BRISTOL – State and local leaders joined Wellmont Health System officials today to break ground on a 2,600-square-foot addition to Bristol Regional Medical Center. Once complete, the addition will house the Southeast’s first CyberKnife Stereotactic Radiosurgery System, a state-of-the-art robotic system that delivers powerful radiation with pinpoint accuracy to kill tumors.
“This expansion will bring an unparalleled level of lifesaving medical technology to the people of Northeast Tennessee and Southwest Virginia,” Dave Crockett, chairman of the Bristol Regional board of directors, said of the $4 million project. “Tumors that once were inoperable can now be treated. People who once were without hope can now hope again.”
Presently, just 10 health systems in the United States operate a CyberKnife. Sinai Hospital of Baltimore, Md., and Georgetown University are the only East Coast providers of the technology. The Wellmont CyberKnife is expected to be operational by spring. PPB Co. of Louisville, Ky., is overseeing the design and construction of the cancer center addition.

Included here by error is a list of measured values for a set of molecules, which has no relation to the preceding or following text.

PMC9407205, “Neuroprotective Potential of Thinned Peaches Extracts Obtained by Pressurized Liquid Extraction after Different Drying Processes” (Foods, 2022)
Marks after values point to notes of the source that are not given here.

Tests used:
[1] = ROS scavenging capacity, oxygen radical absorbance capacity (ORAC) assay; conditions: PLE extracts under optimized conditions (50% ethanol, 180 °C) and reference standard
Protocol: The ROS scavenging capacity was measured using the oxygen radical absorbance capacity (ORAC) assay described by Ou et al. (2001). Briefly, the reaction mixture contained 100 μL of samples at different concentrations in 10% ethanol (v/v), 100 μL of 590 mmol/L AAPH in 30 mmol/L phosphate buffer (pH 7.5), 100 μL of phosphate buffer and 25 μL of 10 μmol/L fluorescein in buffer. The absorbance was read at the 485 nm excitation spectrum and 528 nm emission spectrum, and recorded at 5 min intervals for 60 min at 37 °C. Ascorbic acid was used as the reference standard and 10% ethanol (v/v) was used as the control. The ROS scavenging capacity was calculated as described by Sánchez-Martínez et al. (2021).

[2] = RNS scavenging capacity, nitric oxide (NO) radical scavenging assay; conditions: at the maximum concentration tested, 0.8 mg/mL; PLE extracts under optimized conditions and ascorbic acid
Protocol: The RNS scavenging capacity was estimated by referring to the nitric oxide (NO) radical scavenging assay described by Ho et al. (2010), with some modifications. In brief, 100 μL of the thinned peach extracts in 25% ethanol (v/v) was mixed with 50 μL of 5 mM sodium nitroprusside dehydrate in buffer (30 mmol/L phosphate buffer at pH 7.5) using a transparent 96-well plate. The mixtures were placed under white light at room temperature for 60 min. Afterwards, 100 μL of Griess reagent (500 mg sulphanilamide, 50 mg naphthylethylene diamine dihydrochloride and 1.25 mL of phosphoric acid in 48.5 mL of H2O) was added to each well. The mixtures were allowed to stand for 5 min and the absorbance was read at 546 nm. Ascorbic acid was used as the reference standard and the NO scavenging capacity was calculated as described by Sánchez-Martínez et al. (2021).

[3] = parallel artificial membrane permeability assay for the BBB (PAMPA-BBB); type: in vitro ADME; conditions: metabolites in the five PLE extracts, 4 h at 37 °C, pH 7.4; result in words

“The CyberKnife delivers powerful radiation treatment with great accuracy,” Bristol Regional President Bart Hove said. “This technology will greatly enhance our treatment options for patients with tumors and will enable our physicians to save lives.”
Purchase of the CyberKnife technology was made possible by a $2 million donation from Jay D. and Lorraine Nicewonder of Bristol. The Nicewonders’ donation represents the largest gift in Wellmont’s history.
Manufactured by Accuray Inc., the CyberKnife employs image-guided technology similar to that used by the Pentagon to target cruise missiles. A lightweight linear accelerator attached to a robotic arm generates up to 100 beams of radiation that attack diseased tissue.
Because the radiation is delivered with sub-millimeter accuracy, tumors and other abnormalities receive a concentrated dose of radiation, but the impact on surrounding normal tissue is minimized. The CyberKnife allows physicians to treat tumors throughout the body – including tumors that once would have been inoperable. Treatment is completely non-invasive, requires no anesthesia and is usually completed on an outpatient basis.